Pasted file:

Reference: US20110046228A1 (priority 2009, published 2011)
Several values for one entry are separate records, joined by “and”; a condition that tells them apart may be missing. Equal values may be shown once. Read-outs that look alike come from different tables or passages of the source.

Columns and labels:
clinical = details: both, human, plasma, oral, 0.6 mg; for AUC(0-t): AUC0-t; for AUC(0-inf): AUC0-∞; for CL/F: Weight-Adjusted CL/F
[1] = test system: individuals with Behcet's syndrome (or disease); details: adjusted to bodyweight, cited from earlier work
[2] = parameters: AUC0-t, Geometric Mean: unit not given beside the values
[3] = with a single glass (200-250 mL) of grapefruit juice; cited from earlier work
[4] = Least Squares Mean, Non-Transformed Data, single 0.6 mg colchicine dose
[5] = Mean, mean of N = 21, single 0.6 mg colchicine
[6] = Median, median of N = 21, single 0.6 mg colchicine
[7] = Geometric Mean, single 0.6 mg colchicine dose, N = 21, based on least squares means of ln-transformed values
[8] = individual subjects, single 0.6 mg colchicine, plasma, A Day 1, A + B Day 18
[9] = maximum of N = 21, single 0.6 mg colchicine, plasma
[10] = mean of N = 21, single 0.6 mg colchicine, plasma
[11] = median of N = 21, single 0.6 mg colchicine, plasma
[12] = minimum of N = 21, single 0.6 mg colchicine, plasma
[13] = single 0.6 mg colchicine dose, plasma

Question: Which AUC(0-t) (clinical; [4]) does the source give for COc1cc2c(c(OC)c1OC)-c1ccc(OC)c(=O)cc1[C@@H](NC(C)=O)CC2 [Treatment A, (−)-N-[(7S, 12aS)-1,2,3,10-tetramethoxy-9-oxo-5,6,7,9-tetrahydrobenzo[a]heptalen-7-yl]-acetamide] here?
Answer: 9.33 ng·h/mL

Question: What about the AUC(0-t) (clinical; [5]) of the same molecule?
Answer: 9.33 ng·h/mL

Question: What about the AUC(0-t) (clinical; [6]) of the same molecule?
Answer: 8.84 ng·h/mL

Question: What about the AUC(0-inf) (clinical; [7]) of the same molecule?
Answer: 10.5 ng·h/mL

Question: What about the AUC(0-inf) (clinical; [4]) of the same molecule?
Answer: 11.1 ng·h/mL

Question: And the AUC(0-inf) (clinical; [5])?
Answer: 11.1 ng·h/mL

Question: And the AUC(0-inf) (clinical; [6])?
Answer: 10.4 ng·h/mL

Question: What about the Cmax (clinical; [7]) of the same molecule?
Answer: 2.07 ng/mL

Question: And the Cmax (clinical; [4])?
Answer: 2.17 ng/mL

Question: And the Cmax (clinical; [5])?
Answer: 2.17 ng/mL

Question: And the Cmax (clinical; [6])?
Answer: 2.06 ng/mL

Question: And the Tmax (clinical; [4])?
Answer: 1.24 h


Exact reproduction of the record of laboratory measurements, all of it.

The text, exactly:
Reference: US20110046228A1 (priority 2009, published 2011)
Several values for one entry are separate records, joined by “and”; a condition that tells them apart may be missing. Equal values may be shown once. Read-outs that look alike come from different tables or passages of the source.

Columns and labels:
clinical = details: both, human, plasma, oral, 0.6 mg; for AUC(0-t): AUC0-t; for AUC(0-inf): AUC0-∞; for CL/F: Weight-Adjusted CL/F
[1] = test system: individuals with Behcet's syndrome (or disease); details: adjusted to bodyweight, cited from earlier work
[2] = parameters: AUC0-t, Geometric Mean: unit not given beside the values
[3] = with a single glass (200-250 mL) of grapefruit juice; cited from earlier work
[4] = Least Squares Mean, Non-Transformed Data, single 0.6 mg colchicine dose
[5] = Mean, mean of N = 21, single 0.6 mg colchicine
[6] = Median, median of N = 21, single 0.6 mg colchicine
[7] = Geometric Mean, single 0.6 mg colchicine dose, N = 21, based on least squares means of ln-transformed values
[8] = individual subjects, single 0.6 mg colchicine, plasma, A Day 1, A + B Day 18
[9] = maximum of N = 21, single 0.6 mg colchicine, plasma
[10] = mean of N = 21, single 0.6 mg colchicine, plasma
[11] = median of N = 21, single 0.6 mg colchicine, plasma
[12] = minimum of N = 21, single 0.6 mg colchicine, plasma
[13] = single 0.6 mg colchicine dose, plasma

Question: Which AUC(0-t) (clinical; [4]) does the source give for COc1cc2c(c(OC)c1OC)-c1ccc(OC)c(=O)cc1[C@@H](NC(C)=O)CC2 [Treatment A, (−)-N-[(7S, 12aS)-1,2,3,10-tetramethoxy-9-oxo-5,6,7,9-tetrahydrobenzo[a]heptalen-7-yl]-acetamide] here?
Answer: 9.33 ng·h/mL

Question: What about the AUC(0-t) (clinical; [5]) of the same molecule?
Answer: 9.33 ng·h/mL

Question: What about the AUC(0-t) (clinical; [6]) of the same molecule?
Answer: 8.84 ng·h/mL

Question: What about the AUC(0-inf) (clinical; [7]) of the same molecule?
Answer: 10.5 ng·h/mL

Question: What about the AUC(0-inf) (clinical; [4]) of the same molecule?
Answer: 11.1 ng·h/mL

Question: And the AUC(0-inf) (clinical; [5])?
Answer: 11.1 ng·h/mL

Question: And the AUC(0-inf) (clinical; [6])?
Answer: 10.4 ng·h/mL

Question: What about the Cmax (clinical; [7]) of the same molecule?
Answer: 2.07 ng/mL

Question: And the Cmax (clinical; [4])?
Answer: 2.17 ng/mL

Question: And the Cmax (clinical; [5])?
Answer: 2.17 ng/mL

Question: And the Cmax (clinical; [6])?
Answer: 2.06 ng/mL

Question: And the Tmax (clinical; [4])?
Answer: 1.24 h